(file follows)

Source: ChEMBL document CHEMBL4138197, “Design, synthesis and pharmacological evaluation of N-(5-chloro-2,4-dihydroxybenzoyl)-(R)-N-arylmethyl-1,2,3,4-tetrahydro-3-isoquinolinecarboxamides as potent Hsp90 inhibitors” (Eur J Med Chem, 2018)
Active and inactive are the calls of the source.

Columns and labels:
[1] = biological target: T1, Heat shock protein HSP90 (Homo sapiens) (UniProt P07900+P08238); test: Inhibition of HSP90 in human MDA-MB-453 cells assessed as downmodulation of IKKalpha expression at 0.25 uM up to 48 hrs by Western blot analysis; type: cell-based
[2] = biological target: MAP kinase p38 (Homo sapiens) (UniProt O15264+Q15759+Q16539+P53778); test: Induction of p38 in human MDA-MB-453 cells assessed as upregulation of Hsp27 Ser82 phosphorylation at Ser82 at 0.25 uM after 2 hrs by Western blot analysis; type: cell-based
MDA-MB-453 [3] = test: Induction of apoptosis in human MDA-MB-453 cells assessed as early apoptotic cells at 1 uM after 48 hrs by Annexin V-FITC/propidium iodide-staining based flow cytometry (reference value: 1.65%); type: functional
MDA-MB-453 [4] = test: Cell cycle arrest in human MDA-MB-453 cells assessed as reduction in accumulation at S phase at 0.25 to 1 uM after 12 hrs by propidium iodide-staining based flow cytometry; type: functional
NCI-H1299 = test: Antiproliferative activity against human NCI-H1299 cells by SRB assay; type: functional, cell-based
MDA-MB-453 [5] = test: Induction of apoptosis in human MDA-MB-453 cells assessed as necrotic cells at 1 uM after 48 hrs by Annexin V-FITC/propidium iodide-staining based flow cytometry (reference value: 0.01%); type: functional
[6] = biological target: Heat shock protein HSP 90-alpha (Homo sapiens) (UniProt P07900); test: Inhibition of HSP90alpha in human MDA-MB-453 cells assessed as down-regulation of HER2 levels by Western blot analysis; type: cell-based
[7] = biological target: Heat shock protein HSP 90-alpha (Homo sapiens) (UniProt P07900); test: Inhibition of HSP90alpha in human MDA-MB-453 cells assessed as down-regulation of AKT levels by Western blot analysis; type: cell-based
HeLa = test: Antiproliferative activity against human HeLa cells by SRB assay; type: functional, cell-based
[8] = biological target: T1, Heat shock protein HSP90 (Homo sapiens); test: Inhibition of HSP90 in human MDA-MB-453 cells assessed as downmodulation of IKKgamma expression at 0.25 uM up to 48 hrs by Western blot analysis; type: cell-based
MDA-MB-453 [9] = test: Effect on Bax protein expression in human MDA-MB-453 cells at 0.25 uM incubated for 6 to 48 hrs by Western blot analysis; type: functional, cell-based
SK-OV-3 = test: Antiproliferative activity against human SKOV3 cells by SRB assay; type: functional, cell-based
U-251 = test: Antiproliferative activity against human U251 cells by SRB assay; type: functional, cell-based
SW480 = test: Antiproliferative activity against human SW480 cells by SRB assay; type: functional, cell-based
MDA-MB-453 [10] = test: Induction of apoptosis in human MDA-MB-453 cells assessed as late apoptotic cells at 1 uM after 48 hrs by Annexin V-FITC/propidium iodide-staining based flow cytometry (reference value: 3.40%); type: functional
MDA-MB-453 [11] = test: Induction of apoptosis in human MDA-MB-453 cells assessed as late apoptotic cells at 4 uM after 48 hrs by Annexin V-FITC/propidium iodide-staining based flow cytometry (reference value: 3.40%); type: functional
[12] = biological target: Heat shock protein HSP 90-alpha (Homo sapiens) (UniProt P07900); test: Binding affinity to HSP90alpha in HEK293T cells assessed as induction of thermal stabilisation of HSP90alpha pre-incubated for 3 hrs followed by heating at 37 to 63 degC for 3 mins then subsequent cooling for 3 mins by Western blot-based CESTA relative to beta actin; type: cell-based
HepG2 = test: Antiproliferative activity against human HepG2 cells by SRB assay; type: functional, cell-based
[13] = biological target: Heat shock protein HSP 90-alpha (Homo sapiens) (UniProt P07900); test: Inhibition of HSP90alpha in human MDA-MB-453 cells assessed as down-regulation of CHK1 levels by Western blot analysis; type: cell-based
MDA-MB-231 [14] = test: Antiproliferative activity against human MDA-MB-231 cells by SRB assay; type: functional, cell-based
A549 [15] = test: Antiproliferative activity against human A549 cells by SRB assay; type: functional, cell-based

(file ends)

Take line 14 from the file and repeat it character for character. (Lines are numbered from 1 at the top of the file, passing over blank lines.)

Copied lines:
MDA-MB-453 [9] = test: Effect on Bax protein expression in human MDA-MB-453 cells at 0.25 uM incubated for 6 to 48 hrs by Western blot analysis; type: functional, cell-based